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Creamy Polenta Recipe

Shake off those cornmeal jitters and visions of clumpy, lumpy, dry polenta. Today we're sharing our perfectly creamy, Parmesan-laced, soul-satisfyingly basic polenta recipe.


A bowl of creamy parmesan polenta in a bowl with a spoon

Cheesy, Creamy, Cozy, Autumnal Comfort in a Bowl.

Nothing says fall like a big bowl of creamy, buttery yellow, Parmesan-spiked polenta. Whether you top it with an elaborate Rosso buco, or simply a poached egg and a little more Parm, it’s Northern Italian comfort food at its soothing, bone-warming best. Plus—despite numerous reports to the contrary—we promise it’s easy to make. If you can make oatmeal, you can make polenta.

Ingredients for polenta laid out, parmesan, broth, milk, butter corn meal

What Is Polenta?

Polenta is made of cornmeal—the same stuff that grits are made from, or that you’d use to make cornbread—it’s really as simple as that. Polenta originated in Northern Italy, though, and food historians believe that the dish polenta predates the arrival of corn in Europe, and in fact dates back to antiquity, when it would have likely been made with native Italian grains like coarsely ground chestnut flour or barley. Once maize was introduced in the 17th century, however, polenta became synonymous in Italy with a porridge made specifically from cornmeal.

All of Your Burning Polenta Questions—Answered!

What is the correct polenta ratio?

With two cups of milk and four cups of broth to just one cup of polenta, our preferred polenta ratio is a whopping 6:1. One of the biggest polenta mistakes people make is not using enough liquid. Trust us on this one—6:1 is the polenta ratio that will give you the creamiest, best polenta.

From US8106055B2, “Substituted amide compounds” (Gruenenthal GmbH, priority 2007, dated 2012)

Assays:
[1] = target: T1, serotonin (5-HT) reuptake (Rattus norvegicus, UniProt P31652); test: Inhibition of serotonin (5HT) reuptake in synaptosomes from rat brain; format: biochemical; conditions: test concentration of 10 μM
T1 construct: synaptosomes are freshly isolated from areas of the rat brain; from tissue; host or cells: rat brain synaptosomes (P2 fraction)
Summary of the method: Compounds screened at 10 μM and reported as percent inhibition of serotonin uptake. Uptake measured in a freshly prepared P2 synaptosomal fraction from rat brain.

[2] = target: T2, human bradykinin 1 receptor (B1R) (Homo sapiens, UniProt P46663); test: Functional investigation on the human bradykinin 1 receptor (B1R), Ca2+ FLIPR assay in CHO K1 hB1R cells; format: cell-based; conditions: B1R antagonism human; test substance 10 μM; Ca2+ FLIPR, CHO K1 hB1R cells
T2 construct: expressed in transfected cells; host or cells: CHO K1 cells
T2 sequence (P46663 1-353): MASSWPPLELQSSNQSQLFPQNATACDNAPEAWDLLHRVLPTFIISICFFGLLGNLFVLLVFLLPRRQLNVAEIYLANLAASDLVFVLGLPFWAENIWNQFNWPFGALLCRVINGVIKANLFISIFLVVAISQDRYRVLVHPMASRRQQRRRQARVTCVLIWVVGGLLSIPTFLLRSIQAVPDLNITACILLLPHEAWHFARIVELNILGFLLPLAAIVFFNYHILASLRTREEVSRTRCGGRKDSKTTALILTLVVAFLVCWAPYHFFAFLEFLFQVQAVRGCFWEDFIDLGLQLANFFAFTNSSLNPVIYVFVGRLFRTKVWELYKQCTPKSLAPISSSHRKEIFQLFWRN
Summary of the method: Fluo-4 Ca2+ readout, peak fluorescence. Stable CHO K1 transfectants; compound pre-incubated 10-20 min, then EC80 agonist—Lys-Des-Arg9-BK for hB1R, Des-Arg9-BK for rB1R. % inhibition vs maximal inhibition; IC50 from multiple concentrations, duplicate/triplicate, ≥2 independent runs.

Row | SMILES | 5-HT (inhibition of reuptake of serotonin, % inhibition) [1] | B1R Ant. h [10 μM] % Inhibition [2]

Is polenta healthy?

Plain polenta, cooked in stock or water, is a relatively low-calorie, whole grain that offers lots of fiber and even some iron and protein. Also, polenta usually stands in for a simple carbohydrates—like pasta or rice—as a filling base for flavorful dishes like this chimichurri shrimp, and it’s definitely a healthier choice than plain pasta. However, our basic polenta recipe uses whole milk, a stick of butter and parmesan cheese so, while we can promise that this polenta will be delicious, we can’t promise that it counts as health food.

Is polenta gluten-free?

Polenta is just a savory porridge—in the case of this polenta recipe, super-savory—made from cornmeal, so yes polenta is gluten free! However, if you’re making this for someone with Celiac disease, be sure that the polenta you buy is labeled “gluten free” so that you can be sure there hasn’t been any cross-contamination with wheat.

creamy parmesan polenta in a pot with a wooden spoon

How to Make Polenta

A sunshine-hued bowl of creamy, cheesy polenta is one of the simplest joys of this dreary, drizzly season. We’re so excited to teach you how to cook polenta—try it just once, and we bet you’ll be able to make this polenta recipe from memory afterwards, it really is that easy. Here’s how to make polenta:

  1. Boil! Grab your favorite stock pot and fill it with the whole milk and stock. Bring them to a strong simmer over medium heat.
  2. Pour in the polenta, but do it carefully. Marcella Hazan, the doyenne of classic Italian cooking herself, says “you should be able to see the individual grains spilling into the pot.” In other words, pour the cornmeal into the simmering milk-stock mixture very slowly, and whisk it as you pour.
  3. Whisk! Whisk the polenta consistently as it simmers to prevent lumps. As it thickens—after the first ten minutes or so—switch from a whisk to a regular wooden spoon.